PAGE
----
Anxiety and depressive symptoms among patients infected with human immunodeficiency virus in South Korea

Mee Kyung Kee, Sae Young Lee, Na Young Kim, Joo Shil Lee, June Myung Kim, Jun Yong Choi, Nam Su Ku, Moon Won Kang, Min Ja Kim, Jun Hee Woo, Shin Woo Kim, Joon Young Song, Ji Hyeon Baek, Bo Youl Choi, Sung Soon Kim

Research output: Contribution to journalArticlepeer-review

16 Citations (Scopus)

Abstract

Patients infected with human immunodeficiency virus (HIV) may develop mental health problems such as anxiety and depression, which negatively impact of disease progression. We investigated factors associated with the prevalence of anxiety and depression symptoms among HIV-infected patients in Korea. A total of 840 HIV-infected patients who participated in the Korea HIV/AIDS Cohort Study from 2006 to 2012 were evaluated. Socio-demographic, epidemiologic, and clinical variables were obtained through standardized questionnaires. The State-Trait Anxiety Inventory and Beck Depression Inventory were used to assess the symptoms of anxiety and depression. Multiple logistic regression analyses were performed to identify factors associated with symptoms of anxiety and depression. The prevalence of anxiety and depressive symptoms among HIV-infected patients was 32% and 36%, respectively. Ex-smoker and persistent symptoms for more than one week within the past six months and diagnosis of HIV infection within one year were associated with increased anxiety symptoms (odds ratio [OR] 1.71, 95% confidence interval [CI] 1.09-2.69; OR 1.52, 95% CI 1.09-2.11; OR 1.49, 95% CI 1.02-2.20) and current smoking and persistent symptoms were also associated with increased depressive symptoms (OR 2.10, 95% CI 1.31-3.30; OR 1.87, 95% CI 1.25-2.79). Marital status, current smoking, current drinking, and persistent symptoms were associated with both increased anxiety and depressive symptoms (OR 1.75, 95% CI 1.07-2.88; OR 1.66, 95% CI 1.06-2.61; OR 1.88, 95% CI 1.18-2.99). The prevalence of anxiety and depressive symptoms among HIV-infected patients is higher than those estimated for the general population. This study shows the necessity to evaluate symptoms of anxiety and depression and suggest psychological support for HIV-infected patients who smoke or have persistent symptoms or have sexual partner or drink.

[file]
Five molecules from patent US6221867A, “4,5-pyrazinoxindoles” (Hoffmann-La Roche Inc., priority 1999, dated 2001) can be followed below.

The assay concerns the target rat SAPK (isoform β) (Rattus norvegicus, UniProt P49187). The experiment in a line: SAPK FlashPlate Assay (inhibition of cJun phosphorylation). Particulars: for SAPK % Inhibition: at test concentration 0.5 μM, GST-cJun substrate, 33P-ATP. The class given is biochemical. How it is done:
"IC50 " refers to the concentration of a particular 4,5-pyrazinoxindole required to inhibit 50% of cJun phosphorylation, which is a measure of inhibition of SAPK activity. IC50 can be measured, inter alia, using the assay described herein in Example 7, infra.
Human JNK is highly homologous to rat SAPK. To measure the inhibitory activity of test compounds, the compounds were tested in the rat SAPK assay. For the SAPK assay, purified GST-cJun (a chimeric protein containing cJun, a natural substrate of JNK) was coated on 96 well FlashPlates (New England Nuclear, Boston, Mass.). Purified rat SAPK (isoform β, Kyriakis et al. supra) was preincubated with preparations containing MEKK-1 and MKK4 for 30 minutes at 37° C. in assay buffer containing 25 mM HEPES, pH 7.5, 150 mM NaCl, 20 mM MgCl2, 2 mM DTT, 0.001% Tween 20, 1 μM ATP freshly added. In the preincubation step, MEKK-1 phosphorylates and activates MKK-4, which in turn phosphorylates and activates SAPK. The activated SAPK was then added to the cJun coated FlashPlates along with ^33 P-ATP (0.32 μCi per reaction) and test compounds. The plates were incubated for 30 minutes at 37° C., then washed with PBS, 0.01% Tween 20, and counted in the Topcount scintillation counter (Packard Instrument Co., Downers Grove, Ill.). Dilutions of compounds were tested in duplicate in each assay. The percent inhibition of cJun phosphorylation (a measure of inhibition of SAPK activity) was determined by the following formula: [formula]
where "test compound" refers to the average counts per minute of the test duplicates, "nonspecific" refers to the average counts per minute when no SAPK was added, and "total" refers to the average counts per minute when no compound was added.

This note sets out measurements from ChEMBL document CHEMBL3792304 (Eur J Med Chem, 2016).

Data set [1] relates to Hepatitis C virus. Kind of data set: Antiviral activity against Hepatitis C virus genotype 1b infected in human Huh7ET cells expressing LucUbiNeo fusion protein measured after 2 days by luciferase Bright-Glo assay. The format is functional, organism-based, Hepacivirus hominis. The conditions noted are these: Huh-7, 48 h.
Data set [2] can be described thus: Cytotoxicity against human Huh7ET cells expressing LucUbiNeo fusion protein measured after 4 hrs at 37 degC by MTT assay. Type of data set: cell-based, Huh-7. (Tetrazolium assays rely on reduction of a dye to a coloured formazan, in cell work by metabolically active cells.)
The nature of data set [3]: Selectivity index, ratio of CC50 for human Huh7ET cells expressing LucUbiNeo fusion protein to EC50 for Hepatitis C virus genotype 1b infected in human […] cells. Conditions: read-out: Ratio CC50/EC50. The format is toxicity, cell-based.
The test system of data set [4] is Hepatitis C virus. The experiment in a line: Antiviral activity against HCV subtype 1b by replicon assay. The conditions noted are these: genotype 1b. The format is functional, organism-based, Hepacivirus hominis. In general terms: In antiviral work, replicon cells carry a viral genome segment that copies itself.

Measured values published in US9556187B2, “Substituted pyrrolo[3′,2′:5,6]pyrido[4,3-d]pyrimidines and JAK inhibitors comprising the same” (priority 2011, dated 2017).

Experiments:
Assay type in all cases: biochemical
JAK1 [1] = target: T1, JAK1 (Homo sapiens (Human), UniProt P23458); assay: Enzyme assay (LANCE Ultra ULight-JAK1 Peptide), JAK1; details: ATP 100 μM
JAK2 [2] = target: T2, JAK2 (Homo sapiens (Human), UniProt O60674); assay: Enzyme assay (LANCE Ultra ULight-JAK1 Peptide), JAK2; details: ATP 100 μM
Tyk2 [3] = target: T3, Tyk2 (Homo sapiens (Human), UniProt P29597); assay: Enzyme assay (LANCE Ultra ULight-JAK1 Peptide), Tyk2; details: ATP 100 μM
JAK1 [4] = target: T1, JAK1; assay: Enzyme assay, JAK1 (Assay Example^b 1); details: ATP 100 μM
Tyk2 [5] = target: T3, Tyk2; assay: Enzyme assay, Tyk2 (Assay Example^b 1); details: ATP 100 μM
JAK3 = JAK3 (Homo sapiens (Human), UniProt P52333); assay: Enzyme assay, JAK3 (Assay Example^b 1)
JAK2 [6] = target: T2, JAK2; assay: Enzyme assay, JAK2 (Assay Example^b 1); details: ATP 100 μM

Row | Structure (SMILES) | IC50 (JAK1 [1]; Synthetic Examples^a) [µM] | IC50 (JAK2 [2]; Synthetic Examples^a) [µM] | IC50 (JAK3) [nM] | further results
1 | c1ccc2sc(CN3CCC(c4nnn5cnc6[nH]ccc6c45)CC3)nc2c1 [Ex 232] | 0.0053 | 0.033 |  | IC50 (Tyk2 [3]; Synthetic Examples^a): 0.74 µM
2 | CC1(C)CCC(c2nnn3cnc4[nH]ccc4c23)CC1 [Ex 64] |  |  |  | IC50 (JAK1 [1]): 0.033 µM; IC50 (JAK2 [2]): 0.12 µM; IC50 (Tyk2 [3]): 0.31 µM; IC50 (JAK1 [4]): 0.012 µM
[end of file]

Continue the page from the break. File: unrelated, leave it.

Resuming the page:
Original languageEnglish
Pages (from-to)1174-1182
Number of pages9
JournalAIDS Care - Psychological and Socio-Medical Aspects of AIDS/HIV
Volume27
Issue number9
DOIs
Publication statusPublished - 2015 Sep 2

Bibliographical note

Funding Information:
This study was supported by a grant for the Chronic Infectious Disease Cohort Study (Korea HIV/AIDS Cohort Study [grant number 2012E5100400] and [grant number 4800-4859-304-260]) from the Korea Centers for Disease Control and Prevention.

All Science Journal Classification (ASJC) codes

  • Social Psychology
  • Health(social science)
  • Public Health, Environmental and Occupational Health

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